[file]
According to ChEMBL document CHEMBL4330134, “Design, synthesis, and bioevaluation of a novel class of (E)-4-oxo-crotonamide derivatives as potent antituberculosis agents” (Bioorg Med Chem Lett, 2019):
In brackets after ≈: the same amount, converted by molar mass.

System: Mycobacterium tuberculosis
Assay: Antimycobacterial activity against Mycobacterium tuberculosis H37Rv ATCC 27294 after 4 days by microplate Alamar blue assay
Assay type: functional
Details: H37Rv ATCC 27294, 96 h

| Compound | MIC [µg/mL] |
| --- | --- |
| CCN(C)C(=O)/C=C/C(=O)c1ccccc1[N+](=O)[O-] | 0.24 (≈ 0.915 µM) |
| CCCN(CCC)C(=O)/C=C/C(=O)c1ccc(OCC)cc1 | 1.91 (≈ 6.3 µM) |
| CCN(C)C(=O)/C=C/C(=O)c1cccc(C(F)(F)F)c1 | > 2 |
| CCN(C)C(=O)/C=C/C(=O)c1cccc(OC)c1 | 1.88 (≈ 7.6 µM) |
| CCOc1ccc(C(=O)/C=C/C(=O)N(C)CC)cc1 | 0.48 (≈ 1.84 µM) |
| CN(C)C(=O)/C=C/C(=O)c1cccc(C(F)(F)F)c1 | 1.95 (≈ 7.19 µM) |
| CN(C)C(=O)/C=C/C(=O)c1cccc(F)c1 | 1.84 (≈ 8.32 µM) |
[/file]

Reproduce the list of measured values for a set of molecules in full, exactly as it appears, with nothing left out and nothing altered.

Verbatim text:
According to ChEMBL document CHEMBL4330134, “Design, synthesis, and bioevaluation of a novel class of (E)-4-oxo-crotonamide derivatives as potent antituberculosis agents” (Bioorg Med Chem Lett, 2019):
In brackets after ≈: the same amount, converted by molar mass.

System: Mycobacterium tuberculosis
Assay: Antimycobacterial activity against Mycobacterium tuberculosis H37Rv ATCC 27294 after 4 days by microplate Alamar blue assay
Assay type: functional
Details: H37Rv ATCC 27294, 96 h

| Compound | MIC [µg/mL] |
| --- | --- |
| CCN(C)C(=O)/C=C/C(=O)c1ccccc1[N+](=O)[O-] | 0.24 (≈ 0.915 µM) |
| CCCN(CCC)C(=O)/C=C/C(=O)c1ccc(OCC)cc1 | 1.91 (≈ 6.3 µM) |
| CCN(C)C(=O)/C=C/C(=O)c1cccc(C(F)(F)F)c1 | > 2 |
| CCN(C)C(=O)/C=C/C(=O)c1cccc(OC)c1 | 1.88 (≈ 7.6 µM) |
| CCOc1ccc(C(=O)/C=C/C(=O)N(C)CC)cc1 | 0.48 (≈ 1.84 µM) |
| CN(C)C(=O)/C=C/C(=O)c1cccc(C(F)(F)F)c1 | 1.95 (≈ 7.19 µM) |
| CN(C)C(=O)/C=C/C(=O)c1cccc(F)c1 | 1.84 (≈ 8.32 µM) |